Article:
The next day, back at home, he shared the image with a few other aurora-watching Facebook groups around Canada. Other people had seen the purple streak too, some as early as 2010. (Later, researchers would find descriptions and images of the streak from much earlier, though these had gone unnoticed by the scientific community.) One seasoned sky watcher told Ratzlaff that the streak was called a “proton arc.” Ratzlaff brought this name back to his local Facebook group, and soon photographers around Alberta were capturing images of the “proton arc” of their own.

It was not, in fact, a “proton arc”—but Ratzlaff would not learn this for another two years.

The Milky Way (at right) and Steve (at left) overlap over Childs Lake, in Manitoba, Canada. (Krista Trinder)

In the fall of 2014, Elizabeth MacDonald, a physicist at NASA, launched a new online project called Aurorasaurus. She and her colleagues aimed to capture social-media descriptions of the aurora, including geo-tagged photos or videos, in order to help researchers better understand the aurora. The idea came to her when she first searched Twitter during a major aurora storm in 2011.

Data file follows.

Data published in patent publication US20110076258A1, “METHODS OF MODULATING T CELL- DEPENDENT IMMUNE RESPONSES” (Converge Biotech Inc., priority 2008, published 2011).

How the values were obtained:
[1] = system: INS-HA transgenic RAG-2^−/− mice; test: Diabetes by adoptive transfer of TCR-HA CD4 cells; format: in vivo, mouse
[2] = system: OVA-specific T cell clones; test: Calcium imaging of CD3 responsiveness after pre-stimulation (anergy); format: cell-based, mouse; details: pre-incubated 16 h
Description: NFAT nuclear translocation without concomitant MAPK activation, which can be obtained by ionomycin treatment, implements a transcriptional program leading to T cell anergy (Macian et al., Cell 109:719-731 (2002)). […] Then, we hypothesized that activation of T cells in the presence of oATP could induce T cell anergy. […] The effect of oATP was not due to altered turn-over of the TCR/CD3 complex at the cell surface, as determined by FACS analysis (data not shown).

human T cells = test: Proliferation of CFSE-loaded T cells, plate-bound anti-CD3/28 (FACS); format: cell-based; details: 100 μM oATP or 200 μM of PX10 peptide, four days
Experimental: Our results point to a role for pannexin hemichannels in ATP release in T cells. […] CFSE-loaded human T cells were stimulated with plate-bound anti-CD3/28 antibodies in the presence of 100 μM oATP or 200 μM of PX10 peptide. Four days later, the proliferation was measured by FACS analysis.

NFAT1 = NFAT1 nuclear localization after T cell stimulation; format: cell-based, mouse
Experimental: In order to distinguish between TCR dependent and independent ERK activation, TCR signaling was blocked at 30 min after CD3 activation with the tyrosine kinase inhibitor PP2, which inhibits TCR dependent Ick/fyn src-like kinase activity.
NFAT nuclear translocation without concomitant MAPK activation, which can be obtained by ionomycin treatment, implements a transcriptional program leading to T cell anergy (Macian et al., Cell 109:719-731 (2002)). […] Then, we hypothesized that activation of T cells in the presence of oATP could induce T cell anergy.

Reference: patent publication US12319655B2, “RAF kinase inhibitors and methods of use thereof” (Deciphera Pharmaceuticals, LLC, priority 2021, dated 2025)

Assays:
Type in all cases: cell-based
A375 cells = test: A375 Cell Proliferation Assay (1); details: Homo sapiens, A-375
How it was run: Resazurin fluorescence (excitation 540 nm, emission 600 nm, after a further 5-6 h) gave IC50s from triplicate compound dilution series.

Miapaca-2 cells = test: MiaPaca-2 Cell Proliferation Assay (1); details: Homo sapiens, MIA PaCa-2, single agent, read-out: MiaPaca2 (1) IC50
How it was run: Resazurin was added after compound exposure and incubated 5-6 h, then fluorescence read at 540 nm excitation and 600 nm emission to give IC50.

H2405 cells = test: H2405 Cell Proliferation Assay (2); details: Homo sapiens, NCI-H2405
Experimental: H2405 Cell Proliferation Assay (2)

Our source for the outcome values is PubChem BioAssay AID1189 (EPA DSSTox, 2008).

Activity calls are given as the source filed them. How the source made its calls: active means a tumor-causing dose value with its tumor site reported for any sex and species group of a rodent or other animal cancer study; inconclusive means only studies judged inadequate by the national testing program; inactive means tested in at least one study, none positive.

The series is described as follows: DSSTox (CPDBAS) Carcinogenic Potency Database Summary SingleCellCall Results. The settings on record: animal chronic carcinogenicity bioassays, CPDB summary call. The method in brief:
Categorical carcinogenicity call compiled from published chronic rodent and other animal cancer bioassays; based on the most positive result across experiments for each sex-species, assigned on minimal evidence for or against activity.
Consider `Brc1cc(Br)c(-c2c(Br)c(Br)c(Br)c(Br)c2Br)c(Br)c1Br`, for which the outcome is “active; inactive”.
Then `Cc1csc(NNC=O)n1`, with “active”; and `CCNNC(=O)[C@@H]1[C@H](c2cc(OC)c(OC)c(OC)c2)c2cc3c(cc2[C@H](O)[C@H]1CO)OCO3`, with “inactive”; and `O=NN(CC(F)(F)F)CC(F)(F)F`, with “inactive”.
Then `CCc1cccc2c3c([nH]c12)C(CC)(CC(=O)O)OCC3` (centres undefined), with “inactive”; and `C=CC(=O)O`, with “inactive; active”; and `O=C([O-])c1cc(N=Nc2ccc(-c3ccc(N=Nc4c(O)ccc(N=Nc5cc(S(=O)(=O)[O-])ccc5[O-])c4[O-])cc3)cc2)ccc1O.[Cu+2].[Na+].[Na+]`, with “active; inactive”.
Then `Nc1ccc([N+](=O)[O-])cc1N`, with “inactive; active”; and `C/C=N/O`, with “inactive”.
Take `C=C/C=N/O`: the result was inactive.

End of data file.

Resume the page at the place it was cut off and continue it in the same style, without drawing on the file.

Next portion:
“I saw all these people tweeting about it, and I thought, we have to get these on a map,” she told me. But the project doesn’t just look cool. “All of these citizen-science reports, in aggregate, can be compared to our models of aurora and ground-truth them, to give us a sense of how far south the aurora is extending,” she said.